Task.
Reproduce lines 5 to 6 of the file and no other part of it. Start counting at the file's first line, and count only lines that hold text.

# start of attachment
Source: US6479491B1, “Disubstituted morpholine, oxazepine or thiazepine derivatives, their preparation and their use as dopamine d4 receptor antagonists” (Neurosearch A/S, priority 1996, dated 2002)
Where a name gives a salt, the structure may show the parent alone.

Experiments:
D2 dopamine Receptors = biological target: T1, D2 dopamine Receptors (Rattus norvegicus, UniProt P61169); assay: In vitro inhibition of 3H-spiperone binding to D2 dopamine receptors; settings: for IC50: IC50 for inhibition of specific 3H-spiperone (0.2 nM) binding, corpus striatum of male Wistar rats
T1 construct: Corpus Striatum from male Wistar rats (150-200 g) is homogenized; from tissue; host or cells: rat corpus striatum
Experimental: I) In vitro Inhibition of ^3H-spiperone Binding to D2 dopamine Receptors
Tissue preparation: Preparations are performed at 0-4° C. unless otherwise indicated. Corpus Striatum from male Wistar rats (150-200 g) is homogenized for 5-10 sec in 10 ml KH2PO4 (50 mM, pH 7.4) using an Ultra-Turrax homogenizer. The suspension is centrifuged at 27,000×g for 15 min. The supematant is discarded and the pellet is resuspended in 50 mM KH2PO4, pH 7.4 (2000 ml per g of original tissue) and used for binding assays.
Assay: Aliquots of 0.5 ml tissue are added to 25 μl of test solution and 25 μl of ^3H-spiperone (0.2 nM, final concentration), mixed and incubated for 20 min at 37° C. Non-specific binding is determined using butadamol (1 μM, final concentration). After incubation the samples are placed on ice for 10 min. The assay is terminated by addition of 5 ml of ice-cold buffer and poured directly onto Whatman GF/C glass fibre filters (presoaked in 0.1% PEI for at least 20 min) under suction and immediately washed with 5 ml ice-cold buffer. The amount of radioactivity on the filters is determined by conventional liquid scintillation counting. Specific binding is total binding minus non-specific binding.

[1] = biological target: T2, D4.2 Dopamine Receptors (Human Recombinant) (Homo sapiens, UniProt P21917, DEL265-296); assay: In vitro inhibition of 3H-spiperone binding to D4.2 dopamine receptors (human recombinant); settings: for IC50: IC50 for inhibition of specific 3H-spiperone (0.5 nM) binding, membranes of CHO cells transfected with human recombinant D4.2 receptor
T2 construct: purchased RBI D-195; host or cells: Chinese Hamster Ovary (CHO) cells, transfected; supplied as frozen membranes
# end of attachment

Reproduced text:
T1 construct: Corpus Striatum from male Wistar rats (150-200 g) is homogenized; from tissue; host or cells: rat corpus striatum
Experimental: I) In vitro Inhibition of ^3H-spiperone Binding to D2 dopamine Receptors